UK Prime Minister Theresa May’s manifesto for the re-election of the Conservative Party launched last week commits her government if it wins (which all bets are on that it will) to incorporating the Serious Fraud Office into the National Crime Agency.
May has long wanted to scrap the SFO, for reasons that are not fully clear, and bring it within the remit of the National Crime Agency (NCA). She tried and failed twice to do so in her previous role as Home Secretary, but met stiff resistance.
Some claimed it was empire building — the NCA was May’s pet project launched back in 2013 and meant to be the UK’s equivalent to the FBI. Others have suggested that she is committed to bringing the SFO under ministerial control.
The move has serious implications for the SFO’s ability to operate free from political interference.
Whereas the SFO is overseen by the UK’s Attorney General, the NCA is directly answerable to the Home Secretary, who is a government minister. The SFO’s arms length from government for the kind of cases it investigates is essential. The SFO is investigating some of the largest UK companies, many of whom are key partners in the government’s industrial strategy and have regular and close contact with government.
Additionally, some of the companies and individuals that it investigates are political party donors or have high profile former political figures on their boards.
The loss of independence is only part of the picture. The manifesto commitment will have an immediate knock on effect on the SFO’s ability to complete some of its key high profile investigations underway, and the willingness of companies to cooperate in those investigations. Further, it is likely to start facing immediate problems in retaining and recruiting experienced and qualified staff.
But that is nothing compared to the situation that the UK will be in if May is determined to see through the commitment. While the SFO may not yet be faultless, it has turned a corner in the past few years and is just starting to hit its stride. It has recruited a committed, motivated and experienced staff. If May sees through her plan, whether it includes moving the SFO wholesale into the NCA, or splitting its prosecutors into the Crown Prosecution Service and its investigators into the NCA, it is likely to lead to a huge haemorraghing of expertise to the private sector.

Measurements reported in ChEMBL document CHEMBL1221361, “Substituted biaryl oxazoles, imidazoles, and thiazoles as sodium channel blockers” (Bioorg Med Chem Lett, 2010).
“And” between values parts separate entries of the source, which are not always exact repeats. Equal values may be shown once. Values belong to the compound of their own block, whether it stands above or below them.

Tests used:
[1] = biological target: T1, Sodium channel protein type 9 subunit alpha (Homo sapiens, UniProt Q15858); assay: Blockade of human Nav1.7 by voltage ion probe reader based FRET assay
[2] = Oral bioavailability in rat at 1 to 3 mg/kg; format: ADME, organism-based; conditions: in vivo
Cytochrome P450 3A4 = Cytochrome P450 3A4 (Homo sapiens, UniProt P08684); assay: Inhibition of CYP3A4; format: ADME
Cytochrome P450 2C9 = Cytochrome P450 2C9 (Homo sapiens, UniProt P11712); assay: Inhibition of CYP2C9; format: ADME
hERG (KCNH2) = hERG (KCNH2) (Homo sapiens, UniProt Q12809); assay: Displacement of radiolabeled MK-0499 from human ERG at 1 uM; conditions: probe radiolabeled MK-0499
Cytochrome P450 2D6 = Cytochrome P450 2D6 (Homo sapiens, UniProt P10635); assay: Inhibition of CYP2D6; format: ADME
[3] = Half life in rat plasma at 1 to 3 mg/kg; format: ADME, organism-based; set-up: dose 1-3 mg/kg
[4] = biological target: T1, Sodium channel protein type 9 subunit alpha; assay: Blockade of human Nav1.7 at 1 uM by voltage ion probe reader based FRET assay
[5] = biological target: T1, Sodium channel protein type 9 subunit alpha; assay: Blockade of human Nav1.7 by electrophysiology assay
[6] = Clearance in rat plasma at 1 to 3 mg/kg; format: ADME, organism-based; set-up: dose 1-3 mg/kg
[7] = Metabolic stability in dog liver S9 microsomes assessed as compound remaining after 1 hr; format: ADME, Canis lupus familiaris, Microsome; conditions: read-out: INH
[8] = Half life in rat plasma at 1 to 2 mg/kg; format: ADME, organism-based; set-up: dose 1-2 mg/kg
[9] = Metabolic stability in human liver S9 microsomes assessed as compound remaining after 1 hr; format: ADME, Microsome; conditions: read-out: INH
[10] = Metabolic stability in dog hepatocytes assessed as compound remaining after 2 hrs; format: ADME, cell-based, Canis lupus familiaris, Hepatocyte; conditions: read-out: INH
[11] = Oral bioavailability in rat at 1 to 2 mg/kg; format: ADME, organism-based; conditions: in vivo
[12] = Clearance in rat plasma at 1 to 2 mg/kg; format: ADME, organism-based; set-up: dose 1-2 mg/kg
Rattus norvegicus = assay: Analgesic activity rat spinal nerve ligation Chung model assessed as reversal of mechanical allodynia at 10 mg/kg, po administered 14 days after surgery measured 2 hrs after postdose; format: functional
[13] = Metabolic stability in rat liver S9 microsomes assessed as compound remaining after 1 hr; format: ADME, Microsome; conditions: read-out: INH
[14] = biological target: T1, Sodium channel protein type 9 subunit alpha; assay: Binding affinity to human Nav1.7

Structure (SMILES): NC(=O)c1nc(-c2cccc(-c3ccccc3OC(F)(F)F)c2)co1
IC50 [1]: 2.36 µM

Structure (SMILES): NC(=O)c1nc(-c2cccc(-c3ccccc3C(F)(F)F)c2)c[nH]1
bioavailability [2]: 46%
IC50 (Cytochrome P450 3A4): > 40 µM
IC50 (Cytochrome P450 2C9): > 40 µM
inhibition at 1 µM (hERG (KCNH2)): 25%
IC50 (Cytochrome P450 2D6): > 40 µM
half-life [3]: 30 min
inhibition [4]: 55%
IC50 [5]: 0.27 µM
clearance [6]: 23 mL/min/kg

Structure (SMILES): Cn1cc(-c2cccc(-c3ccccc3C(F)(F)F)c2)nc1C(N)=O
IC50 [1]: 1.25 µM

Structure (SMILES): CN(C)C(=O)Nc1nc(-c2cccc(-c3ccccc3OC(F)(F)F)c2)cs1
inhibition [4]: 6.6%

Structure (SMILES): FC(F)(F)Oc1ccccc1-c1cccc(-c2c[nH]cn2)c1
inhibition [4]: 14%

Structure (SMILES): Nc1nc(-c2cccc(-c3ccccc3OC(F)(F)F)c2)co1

The NCA is not a yet a widely respected organization within law enforcement circles and still has to prove itself in a meaningful way. In 2015, it was forced to admit that every single one of its live investigations would have to be reviewed after “systemic” use of potentially unlawful search warrants.
In one of the three of the NCA’s money laundering investigations that collapsed as a result, a judge rebuked the NCA for “egregious disregard for … constitutional safeguards.”
The recent creation of an International Corruption Unit within the NCA, merging City of London and Metropolitan anti-corruption units, is not a good augur of what happens when good work gets subsumed into the NCA. The City of London police refused to go and few of the Metropolitan police originally seconded to the Unit have remained. The NCA has had to recruit from scratch, and has yet to bring charges in a single international corruption case.
May’s manifesto move on the SFO meanwhile pre-empts the outcome of a review of the structures in place for fighting economic crime in the UK which she herself commissioned — albeit informally. That review was still crunching data on the performance of the different agencies as the manifesto was announced. It is hard to see how May’s manifesto commitment is a rational, evidence-based decision about what would really improve fighting white collar crime rather than an impulsive desire to see one of her pet projects through.
One can’t underestimate the potential damage to the fight against white collar crime in the UK that this move could cause — damage that the UK can ill-afford as it heads into the unchartered territories of Brexit. The move is likely to lead to major criticism from bodies such as the OECD, and a huge dent in the UK’s international reputation on fighting financial crime.
The inevitable disruption to current investigations and damage to overall operational effectiveness that is almost certain to result means that if the SFO’s talent heads into the private law sector it may well find itself with few companies to defend for a good many years to come.
Susan Hawley is Policy Director of Corruption Watch, which last year produced a report on Corporate Settlements in foreign bribery cases, “Out of Court, Out of Mind: Do Deferred Prosecution Agreements and Corporate Settlements Fail to Deter Overseas Corruption?” The report is available here.